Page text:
The State Dept.'s Rogue Celeb Problem
PHOTO: PHOTO: Justin Bieber is seen in Los Angeles, Dec. 18, 2013. Right, Scarlett Johansson is seen in Rome, Nov. 10, 2013.

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Washington, D.C., where the lines between politics and celebrity frequently cross, is sometimes referred to as "Hollywood on the Potomac."

Lately, the State Department has been fielding questions about celebrity gaffes more likely to be covered by TMZ than foreign policy reporters.

Just this week, actress Scarlett Johansson responded to protests against a Super Bowl commercial she filmed for Sodastream, a company based in one of the controversial Israeli settlements in the Palestinian West Bank, which raised the ire of critics of Israel's settlement policy.

In a statement, Johansson said she supports interaction between a democratic Israel and Palestine, and praised the company for "building a bridge to peace between Israel and Palestine, supporting neighbors working alongside each other, receiving equal pay, equal benefits and equal rights."

But the commercial cost her a "global ambassadorship" with Oxfam, a charity that said in a statement that businesses that operate in settlements "further the ongoing poverty and denial of rights of the Palestinian communities that we work to support."

L'affaire Johansson prompted an extended conversation in the State Department briefing room Thursday over the United States' trade policy regarding products made in West Bank settlements. (The U.S. opposes the settlements but not the buying and selling of products made there).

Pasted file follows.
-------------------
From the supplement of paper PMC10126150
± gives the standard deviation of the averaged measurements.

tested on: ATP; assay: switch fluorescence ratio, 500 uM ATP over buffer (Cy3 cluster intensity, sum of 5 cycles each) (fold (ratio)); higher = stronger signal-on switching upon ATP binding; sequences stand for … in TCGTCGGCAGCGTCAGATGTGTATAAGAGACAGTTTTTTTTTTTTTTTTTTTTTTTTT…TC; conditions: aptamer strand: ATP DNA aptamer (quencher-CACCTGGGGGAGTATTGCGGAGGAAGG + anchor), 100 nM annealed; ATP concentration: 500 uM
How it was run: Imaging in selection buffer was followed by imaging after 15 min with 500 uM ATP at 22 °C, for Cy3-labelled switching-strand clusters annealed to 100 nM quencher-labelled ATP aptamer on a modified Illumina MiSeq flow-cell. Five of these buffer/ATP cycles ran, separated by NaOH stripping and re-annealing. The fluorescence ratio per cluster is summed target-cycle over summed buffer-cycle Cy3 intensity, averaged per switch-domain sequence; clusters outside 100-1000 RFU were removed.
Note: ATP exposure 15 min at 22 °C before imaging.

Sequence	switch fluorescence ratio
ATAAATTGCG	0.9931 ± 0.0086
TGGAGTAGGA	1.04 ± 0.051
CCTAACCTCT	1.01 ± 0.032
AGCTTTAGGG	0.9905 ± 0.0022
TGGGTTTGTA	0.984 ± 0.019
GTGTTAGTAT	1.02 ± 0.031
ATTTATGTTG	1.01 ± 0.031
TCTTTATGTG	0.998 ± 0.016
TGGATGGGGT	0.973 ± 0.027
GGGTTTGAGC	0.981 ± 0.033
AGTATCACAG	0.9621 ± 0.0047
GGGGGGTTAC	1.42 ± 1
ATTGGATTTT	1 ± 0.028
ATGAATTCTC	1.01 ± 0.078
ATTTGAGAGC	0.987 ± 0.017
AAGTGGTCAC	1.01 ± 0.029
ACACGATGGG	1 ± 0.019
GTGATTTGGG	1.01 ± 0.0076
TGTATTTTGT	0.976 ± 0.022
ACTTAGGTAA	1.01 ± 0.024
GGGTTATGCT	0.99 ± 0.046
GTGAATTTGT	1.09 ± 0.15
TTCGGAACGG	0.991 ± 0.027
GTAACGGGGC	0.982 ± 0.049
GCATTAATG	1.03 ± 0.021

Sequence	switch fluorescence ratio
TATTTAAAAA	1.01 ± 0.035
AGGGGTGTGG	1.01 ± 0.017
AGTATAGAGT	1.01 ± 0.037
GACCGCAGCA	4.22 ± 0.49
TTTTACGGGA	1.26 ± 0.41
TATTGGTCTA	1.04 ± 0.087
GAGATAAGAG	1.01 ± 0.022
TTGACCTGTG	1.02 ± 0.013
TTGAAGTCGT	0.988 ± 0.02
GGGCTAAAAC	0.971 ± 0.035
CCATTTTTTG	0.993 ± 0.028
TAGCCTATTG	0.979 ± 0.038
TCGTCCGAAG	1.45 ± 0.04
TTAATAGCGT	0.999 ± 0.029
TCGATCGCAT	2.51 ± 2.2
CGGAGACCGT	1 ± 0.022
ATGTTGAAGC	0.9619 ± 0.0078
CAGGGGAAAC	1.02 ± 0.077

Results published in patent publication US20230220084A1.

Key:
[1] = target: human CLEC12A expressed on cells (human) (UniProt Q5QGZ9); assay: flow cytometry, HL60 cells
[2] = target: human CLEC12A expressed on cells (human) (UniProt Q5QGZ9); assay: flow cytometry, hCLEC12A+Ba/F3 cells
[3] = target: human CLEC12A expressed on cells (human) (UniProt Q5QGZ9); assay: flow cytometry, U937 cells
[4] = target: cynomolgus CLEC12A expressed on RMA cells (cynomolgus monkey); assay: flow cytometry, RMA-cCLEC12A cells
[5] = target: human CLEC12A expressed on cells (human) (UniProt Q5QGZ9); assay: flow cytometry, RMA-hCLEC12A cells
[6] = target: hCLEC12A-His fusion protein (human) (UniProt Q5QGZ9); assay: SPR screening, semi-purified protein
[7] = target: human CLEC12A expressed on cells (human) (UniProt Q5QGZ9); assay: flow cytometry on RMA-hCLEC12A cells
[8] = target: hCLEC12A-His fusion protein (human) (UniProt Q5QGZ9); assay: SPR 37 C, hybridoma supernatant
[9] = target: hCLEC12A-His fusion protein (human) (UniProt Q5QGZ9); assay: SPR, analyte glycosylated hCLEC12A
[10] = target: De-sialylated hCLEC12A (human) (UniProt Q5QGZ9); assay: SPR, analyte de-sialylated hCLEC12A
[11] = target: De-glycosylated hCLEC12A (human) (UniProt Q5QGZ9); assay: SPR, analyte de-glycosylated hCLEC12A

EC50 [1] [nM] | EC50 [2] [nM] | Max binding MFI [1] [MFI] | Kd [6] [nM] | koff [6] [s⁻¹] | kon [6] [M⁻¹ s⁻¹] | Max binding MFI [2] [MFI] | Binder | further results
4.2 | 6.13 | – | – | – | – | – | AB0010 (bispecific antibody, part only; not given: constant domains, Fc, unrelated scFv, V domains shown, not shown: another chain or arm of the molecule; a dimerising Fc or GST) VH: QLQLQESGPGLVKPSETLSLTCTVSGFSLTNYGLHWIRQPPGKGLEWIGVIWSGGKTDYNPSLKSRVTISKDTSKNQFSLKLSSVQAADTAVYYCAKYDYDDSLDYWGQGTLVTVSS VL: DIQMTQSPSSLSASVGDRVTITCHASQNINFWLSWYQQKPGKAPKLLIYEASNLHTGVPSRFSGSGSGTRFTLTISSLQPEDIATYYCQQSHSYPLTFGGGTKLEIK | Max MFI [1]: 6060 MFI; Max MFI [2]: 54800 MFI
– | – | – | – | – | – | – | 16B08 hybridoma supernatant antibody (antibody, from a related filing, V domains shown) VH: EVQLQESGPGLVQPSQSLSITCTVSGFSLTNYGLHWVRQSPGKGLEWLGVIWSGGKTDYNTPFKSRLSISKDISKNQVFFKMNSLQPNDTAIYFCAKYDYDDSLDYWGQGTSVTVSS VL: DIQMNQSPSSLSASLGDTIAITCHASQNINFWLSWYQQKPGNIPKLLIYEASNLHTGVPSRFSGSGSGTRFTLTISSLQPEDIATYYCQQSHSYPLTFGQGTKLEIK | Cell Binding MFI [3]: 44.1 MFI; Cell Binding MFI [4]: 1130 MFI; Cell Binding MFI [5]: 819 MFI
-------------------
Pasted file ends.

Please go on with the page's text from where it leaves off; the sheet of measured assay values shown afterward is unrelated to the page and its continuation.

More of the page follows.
State Department spokeswoman Jen Psaki said the policy had nothing to do with the famous actress. "I'm not going to speak to the Super Bowl commercial, and certainly she's a private citizen," she said.

In recent weeks Psaki was also asked about former NBA player Dennis Rodman who is reportedly under investigation for gifts he brought North Korean dictator Kim Jong-Un during his bout of "basketball diplomacy." The gifts may violate an American law barring the delivery of luxury goods to North Korea.

Officials here have handled the inquiries about the eccentric basketball star by noting that he is a private citizen and that the State Department had nothing to do with his visits.

"He is not our ambassador of choice," Psaki deadpanned Wednesday.

Justin Bieber was also a topic in the briefing room Wednesday after the Canadian pop star's charges on drag-racing prompted a petition on the White House website to have him deported.

Q: - on Justin Bieber.

PSAKI: Oh. Not what I expected.

Q: I mean, is the State Department involved in considering deportation cases or is that purely a function of law enforcement?

PSAKI: Well, we're getting down quite a rabbit hole here with Justin Bieber."

With a touch of diplomacy, Psaki said, "I will check and see what the visa implications would be for anybody who is found of possibly violating the law."

Johansson, Rodman and Bieber are the latest in a long line of celebrities who have provoked official Washington: There was Beyonce and Jay-Z's trip to Cuba last year, which drew angry responses from Florida Sen. Marco Rubio.

Kim Kardashian visited Bahrain in 2012 to promote a milkshake chain there, tweeting about the kingdom's beauty even as its leaders were cracking down on opposition activists.

Beyonce, as well as singers Mariah Carey, Usher and Lionel Richie all performed at concerts paid for by the family of the late Libyan dictator Muammar Ghaddafy. Beyonce reportedly gave her paycheck from her 2009 New Years' Eve performance to Haiti earthquake relief once she realized the source of the cash.

Psaki, noting the frequency of celebrity questions, concluded on Wednesday, "I have to read my People Magazine more frequently."

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